Parliament will decide this week whether to push through the change from the current prescription charge of £4.
If the regulations are approved the cost of a four-month pre-payment certificate (PPC) will also drop from £13 to £10 and the cost of a one-year PPC from £38 to £28.
Public health minister Shona Robison said that the planned reduction was ‘great news' for patients.
‘Not only will it bring us nearer to removing a 'tax on ill health' that people needing medicines shouldn't have to face, it's in line with the founding principle of the NHS that it should be free at the point of delivery,' she said.
She added: ‘We strongly believe that this fully-budgeted policy is the right thing to do for the patients of Scotland. And by leaving more money in people's pockets, it's an example of how the health service is playing its part in Scotland's economic recovery.'
Liberal Democrat health spokesman for Scotland Ross Finnie said, in the current economic climate, extending reduced or free prescriptions to all should be a priority.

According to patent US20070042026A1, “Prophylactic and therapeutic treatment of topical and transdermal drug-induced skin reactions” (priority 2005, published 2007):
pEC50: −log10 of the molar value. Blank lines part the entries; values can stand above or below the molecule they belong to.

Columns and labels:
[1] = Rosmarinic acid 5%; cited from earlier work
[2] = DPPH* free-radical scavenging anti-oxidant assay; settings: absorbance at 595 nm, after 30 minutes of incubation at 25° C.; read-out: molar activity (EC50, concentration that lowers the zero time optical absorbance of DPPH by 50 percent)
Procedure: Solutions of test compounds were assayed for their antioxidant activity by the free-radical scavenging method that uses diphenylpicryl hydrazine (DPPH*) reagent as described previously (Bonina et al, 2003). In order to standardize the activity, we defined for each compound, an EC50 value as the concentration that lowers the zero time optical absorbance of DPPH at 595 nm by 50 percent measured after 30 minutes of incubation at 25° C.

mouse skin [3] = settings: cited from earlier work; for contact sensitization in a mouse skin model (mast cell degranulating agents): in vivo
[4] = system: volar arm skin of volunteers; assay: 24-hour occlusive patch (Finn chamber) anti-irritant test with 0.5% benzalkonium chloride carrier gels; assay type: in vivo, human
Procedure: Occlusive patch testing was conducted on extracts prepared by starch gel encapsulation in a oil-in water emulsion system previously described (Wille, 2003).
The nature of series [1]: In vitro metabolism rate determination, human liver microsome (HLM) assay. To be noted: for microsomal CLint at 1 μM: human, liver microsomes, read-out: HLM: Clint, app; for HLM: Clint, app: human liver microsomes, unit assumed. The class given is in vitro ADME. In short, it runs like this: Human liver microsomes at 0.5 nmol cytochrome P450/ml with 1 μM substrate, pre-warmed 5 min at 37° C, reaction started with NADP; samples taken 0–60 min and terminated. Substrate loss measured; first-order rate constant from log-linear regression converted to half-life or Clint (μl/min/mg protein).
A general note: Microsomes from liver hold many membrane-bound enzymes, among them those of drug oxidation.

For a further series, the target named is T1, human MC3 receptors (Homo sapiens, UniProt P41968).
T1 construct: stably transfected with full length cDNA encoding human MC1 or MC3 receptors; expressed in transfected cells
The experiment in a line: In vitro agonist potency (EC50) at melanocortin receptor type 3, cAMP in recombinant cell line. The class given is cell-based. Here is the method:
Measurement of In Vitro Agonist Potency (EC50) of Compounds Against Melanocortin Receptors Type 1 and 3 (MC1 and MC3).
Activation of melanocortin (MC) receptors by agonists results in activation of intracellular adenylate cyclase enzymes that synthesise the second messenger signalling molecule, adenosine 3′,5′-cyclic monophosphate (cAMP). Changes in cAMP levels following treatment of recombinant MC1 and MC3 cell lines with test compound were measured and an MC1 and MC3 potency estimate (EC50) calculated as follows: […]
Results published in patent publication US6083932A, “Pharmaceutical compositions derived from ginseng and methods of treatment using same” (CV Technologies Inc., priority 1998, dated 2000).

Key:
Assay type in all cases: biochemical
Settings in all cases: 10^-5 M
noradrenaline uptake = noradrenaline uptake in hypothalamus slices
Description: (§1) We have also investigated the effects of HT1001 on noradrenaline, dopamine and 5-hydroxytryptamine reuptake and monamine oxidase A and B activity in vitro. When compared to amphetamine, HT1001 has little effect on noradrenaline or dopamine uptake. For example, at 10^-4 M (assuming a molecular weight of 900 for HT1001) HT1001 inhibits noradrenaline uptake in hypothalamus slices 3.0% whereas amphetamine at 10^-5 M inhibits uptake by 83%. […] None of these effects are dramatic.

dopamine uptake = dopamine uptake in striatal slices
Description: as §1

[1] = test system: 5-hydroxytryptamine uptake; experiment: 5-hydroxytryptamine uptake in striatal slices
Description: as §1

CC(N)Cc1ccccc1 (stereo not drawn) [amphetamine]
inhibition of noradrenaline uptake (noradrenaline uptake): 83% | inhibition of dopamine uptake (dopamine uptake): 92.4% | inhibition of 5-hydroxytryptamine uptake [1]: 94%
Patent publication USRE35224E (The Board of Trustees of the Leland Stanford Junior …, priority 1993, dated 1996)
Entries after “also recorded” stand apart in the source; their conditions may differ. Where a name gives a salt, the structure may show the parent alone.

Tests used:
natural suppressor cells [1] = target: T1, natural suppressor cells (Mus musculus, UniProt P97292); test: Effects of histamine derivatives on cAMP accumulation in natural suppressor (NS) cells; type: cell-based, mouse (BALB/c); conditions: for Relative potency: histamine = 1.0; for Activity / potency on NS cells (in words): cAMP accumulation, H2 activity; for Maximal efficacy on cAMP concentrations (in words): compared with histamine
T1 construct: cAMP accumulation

Last month, Healthcare Republic exclusively revealed concerns that plans to scrap prescription charges in England for patients with long-term conditions may fall by the wayside in the build-up to the general election.
An Asthma UK spokesman warned that, if there were to be a May election, the government would need to introduce legislation by February in order to have time to put legislation through. Changes would otherwise be relegated to a manifesto promise by Labour and were unlikely to be supported by the Conservatives, he said.